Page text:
For nostalgia junkies, there’s nothing quite as good as Happy Days. The 1970s classic sitcom about the 1950s that provided a foundational career booster for several of its stars is today a layer cake of nostalgic fun.
Even those who have never seen an episode of the feel-good family comedy starring Henry Winkler, Marion Ross, Tom Bosley, and Ron Howard have undoubtedly felt its cultural influence. From The Fonz’s iconic greaser look to the ubiquitous entertainment phrase of “jumping the shark” many of the longest-lasting memories from Happy Days are centered on Henry Winkler’s portrayal of Arthur “Fonzie” Fonzarelli.
Fans looking back on the sitcom today may wonder why his beloved pairing with “female Fonzie” character Pinky didn’t last. It turns out that the actor portraying the rough-and-tumble daredevil cyclist wasn’t as appealing to the rest of the cast as her character was.
‘Happy Days’ ran for eleven seasons
Premiering in 1974, Happy Days was originally supposed to be a sitcom set in the 1920s. That was the image that Paramount executives had in mind at least, but writer Garry Marshall told them he didn’t know enough about the bygone era to pull it off. He did, however, have plenty of memories from his own childhood in the 1950s to use as creative inspiration.
The show focuses on the Cunninghams, a typical 1950s suburban family. Nominally, at least, Richie Cunningham (portrayed by Ron Howard) was the protagonist of the series. He and his friend Potsie (played by Anson Williams) are navigating the ups and downs of high school, and the characters orbiting around them — including Richie’s parents who were played by Tom Bosley and Marion Ross — make for a rich tapestry of interactions and laughs.
The series’ long run meant that fans got to watch Richie grow up — and eventually leave home. While Ron Howard departed his famous role in Season 7, the series continued until 1984 before finally wrapping up.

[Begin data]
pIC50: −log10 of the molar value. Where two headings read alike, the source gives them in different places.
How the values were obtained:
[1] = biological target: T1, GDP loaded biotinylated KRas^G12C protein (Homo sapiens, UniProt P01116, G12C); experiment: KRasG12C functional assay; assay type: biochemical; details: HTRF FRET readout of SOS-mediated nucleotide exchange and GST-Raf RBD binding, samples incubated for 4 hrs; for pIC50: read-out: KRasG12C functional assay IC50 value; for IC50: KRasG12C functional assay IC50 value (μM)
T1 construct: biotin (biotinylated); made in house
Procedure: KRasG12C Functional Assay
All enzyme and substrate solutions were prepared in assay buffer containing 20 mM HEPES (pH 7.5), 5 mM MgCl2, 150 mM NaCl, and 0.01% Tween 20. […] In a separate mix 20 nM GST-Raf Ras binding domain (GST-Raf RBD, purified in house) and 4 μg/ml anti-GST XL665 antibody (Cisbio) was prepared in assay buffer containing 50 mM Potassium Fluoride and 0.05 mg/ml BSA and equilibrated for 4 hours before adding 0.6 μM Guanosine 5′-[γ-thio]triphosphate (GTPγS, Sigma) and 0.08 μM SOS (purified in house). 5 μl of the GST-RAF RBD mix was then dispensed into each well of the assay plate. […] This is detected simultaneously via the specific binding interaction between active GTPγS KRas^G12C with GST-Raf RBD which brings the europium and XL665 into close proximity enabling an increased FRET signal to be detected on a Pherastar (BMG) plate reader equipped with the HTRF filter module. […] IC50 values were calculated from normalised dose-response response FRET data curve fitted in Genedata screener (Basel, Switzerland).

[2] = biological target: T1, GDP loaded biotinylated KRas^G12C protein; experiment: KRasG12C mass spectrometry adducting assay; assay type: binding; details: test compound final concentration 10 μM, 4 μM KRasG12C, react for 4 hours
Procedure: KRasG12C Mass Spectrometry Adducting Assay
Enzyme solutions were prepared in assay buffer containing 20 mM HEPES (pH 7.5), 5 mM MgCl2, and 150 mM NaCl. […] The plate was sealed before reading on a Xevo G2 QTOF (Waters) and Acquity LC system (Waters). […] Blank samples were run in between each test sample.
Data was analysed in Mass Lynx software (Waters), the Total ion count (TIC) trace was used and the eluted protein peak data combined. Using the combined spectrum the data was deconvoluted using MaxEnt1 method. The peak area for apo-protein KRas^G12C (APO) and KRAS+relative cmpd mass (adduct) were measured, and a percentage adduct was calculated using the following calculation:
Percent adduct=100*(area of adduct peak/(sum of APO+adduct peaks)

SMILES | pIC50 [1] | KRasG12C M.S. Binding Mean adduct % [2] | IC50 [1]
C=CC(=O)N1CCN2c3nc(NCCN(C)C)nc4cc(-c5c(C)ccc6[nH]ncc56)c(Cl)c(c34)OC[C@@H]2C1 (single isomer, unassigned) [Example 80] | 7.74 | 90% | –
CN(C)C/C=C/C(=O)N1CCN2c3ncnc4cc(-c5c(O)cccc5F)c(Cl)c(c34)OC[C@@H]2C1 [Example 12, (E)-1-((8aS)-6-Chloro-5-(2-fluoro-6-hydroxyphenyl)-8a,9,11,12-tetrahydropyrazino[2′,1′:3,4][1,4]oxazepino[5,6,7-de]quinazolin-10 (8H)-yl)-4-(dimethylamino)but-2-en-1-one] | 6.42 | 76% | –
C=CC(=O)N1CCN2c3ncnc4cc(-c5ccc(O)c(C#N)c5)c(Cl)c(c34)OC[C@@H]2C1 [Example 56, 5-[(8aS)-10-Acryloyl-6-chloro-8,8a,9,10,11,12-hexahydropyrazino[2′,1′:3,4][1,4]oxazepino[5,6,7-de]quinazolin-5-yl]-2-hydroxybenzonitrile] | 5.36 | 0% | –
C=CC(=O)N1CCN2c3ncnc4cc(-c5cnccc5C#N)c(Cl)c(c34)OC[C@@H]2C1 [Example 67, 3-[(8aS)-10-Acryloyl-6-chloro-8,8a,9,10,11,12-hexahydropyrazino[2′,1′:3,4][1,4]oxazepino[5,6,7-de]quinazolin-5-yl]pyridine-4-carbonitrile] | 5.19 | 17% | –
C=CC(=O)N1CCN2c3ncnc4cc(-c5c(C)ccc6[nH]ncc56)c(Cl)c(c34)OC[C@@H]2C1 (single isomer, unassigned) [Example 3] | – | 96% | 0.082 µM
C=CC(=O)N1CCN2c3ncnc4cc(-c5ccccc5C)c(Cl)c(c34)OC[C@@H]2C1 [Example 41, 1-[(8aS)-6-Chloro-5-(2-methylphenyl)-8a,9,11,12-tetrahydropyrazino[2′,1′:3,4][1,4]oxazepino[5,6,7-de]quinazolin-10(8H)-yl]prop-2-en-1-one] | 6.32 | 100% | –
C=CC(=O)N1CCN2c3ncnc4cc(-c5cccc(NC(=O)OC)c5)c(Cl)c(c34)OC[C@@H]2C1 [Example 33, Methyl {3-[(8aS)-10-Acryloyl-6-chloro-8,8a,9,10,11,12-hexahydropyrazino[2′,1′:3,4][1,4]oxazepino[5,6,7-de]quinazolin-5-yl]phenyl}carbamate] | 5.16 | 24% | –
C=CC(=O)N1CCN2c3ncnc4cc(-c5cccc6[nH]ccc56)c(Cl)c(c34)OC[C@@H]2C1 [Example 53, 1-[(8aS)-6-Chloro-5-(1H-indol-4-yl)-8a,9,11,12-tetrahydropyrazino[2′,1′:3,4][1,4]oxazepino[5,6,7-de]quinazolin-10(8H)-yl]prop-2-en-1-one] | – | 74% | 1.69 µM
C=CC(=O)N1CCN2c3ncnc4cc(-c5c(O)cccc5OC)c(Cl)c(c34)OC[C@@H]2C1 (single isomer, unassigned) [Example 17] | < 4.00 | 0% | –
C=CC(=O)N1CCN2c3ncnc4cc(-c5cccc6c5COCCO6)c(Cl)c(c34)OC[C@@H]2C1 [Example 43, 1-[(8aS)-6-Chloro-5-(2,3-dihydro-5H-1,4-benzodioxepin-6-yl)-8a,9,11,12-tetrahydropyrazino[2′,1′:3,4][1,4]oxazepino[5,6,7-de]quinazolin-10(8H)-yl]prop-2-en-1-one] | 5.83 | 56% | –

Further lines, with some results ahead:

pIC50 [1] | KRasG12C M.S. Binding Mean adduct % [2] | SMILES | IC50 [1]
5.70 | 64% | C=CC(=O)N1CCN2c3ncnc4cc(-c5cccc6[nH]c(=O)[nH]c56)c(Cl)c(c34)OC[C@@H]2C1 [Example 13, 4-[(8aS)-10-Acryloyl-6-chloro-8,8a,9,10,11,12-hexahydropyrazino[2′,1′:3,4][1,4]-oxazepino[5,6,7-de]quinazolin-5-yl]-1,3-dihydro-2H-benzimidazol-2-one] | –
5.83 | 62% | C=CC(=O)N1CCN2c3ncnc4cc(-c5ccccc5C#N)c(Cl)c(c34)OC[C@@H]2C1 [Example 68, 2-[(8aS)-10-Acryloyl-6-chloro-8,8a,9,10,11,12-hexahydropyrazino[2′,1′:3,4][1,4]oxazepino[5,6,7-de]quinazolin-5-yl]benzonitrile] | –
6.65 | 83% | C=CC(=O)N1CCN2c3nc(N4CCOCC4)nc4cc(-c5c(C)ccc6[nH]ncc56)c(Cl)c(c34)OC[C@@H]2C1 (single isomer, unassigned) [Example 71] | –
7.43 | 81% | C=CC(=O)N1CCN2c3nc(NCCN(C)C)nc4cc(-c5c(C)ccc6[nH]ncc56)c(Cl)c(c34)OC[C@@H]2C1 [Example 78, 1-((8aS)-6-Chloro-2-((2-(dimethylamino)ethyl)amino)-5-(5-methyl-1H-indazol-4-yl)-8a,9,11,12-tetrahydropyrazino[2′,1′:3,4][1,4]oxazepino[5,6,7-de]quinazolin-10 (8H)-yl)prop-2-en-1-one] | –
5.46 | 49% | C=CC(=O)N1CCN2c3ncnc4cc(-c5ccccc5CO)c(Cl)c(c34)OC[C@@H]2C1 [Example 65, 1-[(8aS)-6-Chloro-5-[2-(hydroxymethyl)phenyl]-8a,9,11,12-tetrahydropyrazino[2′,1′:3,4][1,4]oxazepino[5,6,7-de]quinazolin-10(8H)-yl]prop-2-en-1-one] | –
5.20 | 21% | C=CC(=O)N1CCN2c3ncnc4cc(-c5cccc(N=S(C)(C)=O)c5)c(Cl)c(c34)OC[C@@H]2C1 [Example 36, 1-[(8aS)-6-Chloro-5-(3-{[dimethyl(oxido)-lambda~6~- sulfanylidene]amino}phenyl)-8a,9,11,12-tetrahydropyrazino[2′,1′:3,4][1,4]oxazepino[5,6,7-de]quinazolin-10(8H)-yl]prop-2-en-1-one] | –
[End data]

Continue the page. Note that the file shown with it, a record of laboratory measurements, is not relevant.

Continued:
The Fonz stole the show and ‘Happy Days’ fans’ hearts
Richie may have been the central figure of the plot as written, but it was Fonzie — and Winkler’s big-hearted portrayal of him — that really stole the show. A few seasons into the series, Fonziemania took hold. Winkler’s face was on lunchboxes and t-shirts. His signature catchphrase was “Ayyyyy!” and fans everywhere were saying it.
Fonzie’s popularity was even a threat to the show as a whole. Howard, in particular, was being worn thin by playing second fiddle in a show where he was supposed to be the star. Be that as it may, Fonzie’s charisma and appeal was absolutely undeniable. Ultimately, Howard and Winkler had a brother-like relationship despite tensions over Winkler’s obvious rise to top billing for the series.
Fans, meanwhile, tuned in to see what would happen to Fonzie, and the creators wanted to help the slick-talking greaser find true love. That’s where Pinky was supposed to fit in.
Fans thought Pinky was a great match for Fonzie
In Season 4, Fonzie was supposed to find true love. The relationship received lots of press coverage leading up to the premiere, and fans were ready to watch their favorite character find the love of his life.
As Mental Floss reports, it seemed like a perfect match. Pinky Tuscadero was a smooth-talking daredevil cyclist who seemed to match The Fonz wit for wit.
The press coverage about the fictional couple was sensational, but the actual plot fizzled out way faster than anyone expected. After just a three-episode arc, Pinky and Fonzie were splitsville.
While Pinky may have been a perfect match for Fonzie, it turned out that Roz Kelly — who played the character — was not. Kelly struggled to find her footing with the rest of the cast, and she made it clear that she and Winkler didn’t see eye to eye.
“I grew up on welfare, so I don’t relate to rich kids,” Kelly said. Whatever the case, the match didn’t last on or off the set, and Pinky was quietly written out of the story.
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